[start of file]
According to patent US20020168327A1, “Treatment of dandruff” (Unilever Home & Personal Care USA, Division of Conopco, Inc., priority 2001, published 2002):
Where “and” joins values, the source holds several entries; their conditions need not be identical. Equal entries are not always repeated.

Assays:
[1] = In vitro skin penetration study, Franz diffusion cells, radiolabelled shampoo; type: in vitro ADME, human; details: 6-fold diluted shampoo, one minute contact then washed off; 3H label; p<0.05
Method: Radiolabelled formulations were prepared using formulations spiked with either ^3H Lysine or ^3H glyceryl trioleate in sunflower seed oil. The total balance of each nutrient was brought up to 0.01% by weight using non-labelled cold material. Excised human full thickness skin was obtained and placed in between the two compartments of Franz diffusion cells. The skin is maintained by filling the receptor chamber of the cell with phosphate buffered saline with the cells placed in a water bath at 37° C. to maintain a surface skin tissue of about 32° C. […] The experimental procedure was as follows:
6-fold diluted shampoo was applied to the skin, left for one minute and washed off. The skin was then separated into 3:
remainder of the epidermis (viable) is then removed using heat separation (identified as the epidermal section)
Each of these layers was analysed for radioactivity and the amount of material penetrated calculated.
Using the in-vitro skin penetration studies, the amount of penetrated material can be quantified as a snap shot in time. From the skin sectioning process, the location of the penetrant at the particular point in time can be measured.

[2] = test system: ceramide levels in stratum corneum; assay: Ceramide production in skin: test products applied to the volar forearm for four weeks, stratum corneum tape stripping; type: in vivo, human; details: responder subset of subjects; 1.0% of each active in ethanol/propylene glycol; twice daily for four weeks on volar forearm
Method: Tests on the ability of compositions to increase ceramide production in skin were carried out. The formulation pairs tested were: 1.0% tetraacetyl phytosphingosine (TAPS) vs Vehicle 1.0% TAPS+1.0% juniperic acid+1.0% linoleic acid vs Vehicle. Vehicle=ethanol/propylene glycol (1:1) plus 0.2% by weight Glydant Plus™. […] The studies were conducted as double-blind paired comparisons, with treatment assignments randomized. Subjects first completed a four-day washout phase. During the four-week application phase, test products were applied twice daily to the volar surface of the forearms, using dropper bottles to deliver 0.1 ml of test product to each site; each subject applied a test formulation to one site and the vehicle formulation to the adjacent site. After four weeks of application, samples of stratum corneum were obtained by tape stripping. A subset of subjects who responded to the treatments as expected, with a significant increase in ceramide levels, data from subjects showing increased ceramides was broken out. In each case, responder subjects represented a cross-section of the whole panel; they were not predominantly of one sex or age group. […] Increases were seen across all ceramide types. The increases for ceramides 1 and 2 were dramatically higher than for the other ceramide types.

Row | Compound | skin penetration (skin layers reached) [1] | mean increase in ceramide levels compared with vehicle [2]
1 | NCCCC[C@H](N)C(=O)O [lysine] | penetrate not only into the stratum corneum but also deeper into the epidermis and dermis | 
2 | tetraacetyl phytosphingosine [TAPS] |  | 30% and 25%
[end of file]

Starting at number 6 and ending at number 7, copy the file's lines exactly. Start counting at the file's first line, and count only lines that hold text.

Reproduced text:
6-fold diluted shampoo was applied to the skin, left for one minute and washed off. The skin was then separated into 3:
remainder of the epidermis (viable) is then removed using heat separation (identified as the epidermal section)